Before engaging with treatment for opioid addiction, you must first detox and purge your system of toxins. A supervised medical detox provides the safest and most comfortable pathway to ongoing recovery. Medications can streamline the intensity of the withdrawal process, and you will have clinical and emotional care available around the clock.

Detox addresses the physical component of opioid addiction and allows you to unpack the psychological aspect of opioid use disorder through ongoing treatment.

Many people addicted to opioid find MAT (medication-assisted treatment) is effective beyond detox. Several FDA-approved medications can reduce the severity of cravings and withdrawal symptoms. MAT can improve treatment retention and minimize the chance of relapse.

MAT is always delivered alongside behavioral interventions like counseling and psychotherapy.

Rehab for opioid addiction also often involves holistic therapies, especially valuable for those with co-occurring chronic pain.

If you have been unable to find the right chronic pain and addiction treatment centers for your needs, we can help you here at Renaissance Recovery.

Substance Abuse Treatment at Renaissance Recovery

At Renaissance, we provide a variety of personalized, gender-specific treatment programs for both alcoholism (alcohol use disorder) and drug addiction (substance use disorder).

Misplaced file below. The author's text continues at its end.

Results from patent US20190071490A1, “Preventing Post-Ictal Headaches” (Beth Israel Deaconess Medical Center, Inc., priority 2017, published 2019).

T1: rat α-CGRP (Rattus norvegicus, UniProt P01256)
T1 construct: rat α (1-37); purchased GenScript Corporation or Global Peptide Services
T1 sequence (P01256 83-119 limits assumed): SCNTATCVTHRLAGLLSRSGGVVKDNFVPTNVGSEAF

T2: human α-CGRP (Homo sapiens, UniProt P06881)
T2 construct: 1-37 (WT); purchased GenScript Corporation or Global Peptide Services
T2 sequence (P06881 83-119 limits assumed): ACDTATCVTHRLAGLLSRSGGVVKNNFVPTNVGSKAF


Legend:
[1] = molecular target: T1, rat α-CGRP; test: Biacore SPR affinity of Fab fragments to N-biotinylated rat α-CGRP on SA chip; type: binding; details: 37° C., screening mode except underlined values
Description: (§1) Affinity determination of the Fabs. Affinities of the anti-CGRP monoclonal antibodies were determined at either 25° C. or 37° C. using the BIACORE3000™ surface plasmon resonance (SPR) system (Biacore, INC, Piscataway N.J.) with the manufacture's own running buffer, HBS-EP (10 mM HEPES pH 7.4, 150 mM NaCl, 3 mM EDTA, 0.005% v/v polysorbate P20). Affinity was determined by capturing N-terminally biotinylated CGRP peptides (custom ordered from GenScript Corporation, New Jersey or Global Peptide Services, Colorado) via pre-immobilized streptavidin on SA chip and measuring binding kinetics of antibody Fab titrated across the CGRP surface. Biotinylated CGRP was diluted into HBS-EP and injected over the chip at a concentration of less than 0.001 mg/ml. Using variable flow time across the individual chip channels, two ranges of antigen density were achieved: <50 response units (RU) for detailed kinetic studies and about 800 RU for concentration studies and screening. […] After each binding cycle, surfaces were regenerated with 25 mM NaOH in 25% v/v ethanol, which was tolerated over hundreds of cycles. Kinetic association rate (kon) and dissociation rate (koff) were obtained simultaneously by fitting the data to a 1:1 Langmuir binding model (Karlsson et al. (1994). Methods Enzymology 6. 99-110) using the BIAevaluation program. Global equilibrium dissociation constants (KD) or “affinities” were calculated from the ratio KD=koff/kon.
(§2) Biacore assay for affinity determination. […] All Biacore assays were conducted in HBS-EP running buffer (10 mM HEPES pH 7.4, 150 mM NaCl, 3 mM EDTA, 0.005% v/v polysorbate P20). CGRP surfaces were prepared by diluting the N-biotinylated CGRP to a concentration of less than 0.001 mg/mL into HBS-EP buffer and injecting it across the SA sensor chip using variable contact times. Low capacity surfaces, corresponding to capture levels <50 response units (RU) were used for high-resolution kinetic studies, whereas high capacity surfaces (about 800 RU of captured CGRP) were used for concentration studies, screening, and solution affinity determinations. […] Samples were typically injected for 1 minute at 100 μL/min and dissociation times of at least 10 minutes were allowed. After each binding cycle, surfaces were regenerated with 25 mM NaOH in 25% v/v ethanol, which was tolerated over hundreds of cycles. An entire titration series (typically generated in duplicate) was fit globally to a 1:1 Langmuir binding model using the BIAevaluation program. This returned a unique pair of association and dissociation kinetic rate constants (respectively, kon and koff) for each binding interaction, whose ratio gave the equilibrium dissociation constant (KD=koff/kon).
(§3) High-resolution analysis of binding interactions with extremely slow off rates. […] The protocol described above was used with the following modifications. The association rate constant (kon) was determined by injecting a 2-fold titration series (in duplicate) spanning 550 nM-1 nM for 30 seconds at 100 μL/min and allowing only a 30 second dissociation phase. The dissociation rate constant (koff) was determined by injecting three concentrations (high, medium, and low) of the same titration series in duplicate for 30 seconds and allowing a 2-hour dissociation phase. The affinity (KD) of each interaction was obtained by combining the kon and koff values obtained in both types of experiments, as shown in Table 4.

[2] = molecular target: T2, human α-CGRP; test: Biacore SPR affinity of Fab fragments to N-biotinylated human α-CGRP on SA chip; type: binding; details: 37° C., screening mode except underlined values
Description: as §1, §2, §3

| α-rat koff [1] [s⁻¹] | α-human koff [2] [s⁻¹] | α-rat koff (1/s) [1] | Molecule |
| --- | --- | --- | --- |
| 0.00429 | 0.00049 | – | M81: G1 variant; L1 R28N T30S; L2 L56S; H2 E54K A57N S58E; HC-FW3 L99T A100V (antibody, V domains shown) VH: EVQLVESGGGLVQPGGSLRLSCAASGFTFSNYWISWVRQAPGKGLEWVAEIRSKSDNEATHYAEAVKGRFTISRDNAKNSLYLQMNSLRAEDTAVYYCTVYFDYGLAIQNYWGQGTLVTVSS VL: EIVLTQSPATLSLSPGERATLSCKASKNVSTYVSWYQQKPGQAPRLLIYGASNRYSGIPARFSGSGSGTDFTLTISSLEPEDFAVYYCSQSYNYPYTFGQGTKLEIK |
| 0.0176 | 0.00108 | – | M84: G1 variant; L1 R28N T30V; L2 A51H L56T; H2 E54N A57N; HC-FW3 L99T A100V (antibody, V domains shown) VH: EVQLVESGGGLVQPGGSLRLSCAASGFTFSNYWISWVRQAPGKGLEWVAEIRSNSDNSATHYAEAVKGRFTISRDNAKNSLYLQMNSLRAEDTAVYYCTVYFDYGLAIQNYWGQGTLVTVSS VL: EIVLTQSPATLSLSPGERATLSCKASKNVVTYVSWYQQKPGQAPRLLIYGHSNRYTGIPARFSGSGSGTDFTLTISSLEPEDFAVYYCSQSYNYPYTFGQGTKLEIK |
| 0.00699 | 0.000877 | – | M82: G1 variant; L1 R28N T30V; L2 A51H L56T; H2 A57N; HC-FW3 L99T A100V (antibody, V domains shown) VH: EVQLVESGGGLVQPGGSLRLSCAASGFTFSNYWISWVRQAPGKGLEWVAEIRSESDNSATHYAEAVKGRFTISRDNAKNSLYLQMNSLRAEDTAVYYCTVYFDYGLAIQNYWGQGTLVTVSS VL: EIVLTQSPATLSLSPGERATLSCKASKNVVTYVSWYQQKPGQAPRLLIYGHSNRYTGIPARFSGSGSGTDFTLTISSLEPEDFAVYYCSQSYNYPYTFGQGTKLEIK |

If you have a co-occurring mental health condition or physical health condition like chronic pain, our dual diagnosis treatment programs are designed to address multiple conditions simultaneously with coordinated and integrated treatment.

At Renaissance Recovery, take advantage of outpatient therapy for an affordable but effective route to recovery. If you require more structured treatment than a traditional outpatient program delivers, we also offer more intensive programming. Engage with our IOP (intensive outpatient program) or PHP (partial hospitalization program) for the most rigorous addiction treatment you will find outside of residential rehab.

All substance abuse treatment programs utilize an individualized array of EBTs (evidence-based treatments), including:

  • MAT (medication-assisted treatment)
  • Group counseling
  • Individual counseling
  • Psychotherapy (CBT or DBT)
  • Family therapy
  • Holistic therapies

Once you complete your treatment program at Renaissance, you will either step down to a less intensive level of care or move right back into sober living.

Move beyond a life complicated by chronic pain and addiction by calling 866.330.9449 right now for immediate assistance.

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Diana is an addiction expert and licensed marriage and family therapist who has been in the field of mental health for over 10 years.

Joseph Gilmore

Joseph Gilmore has been in the addiction industry for three years with experience working for facilities all across the country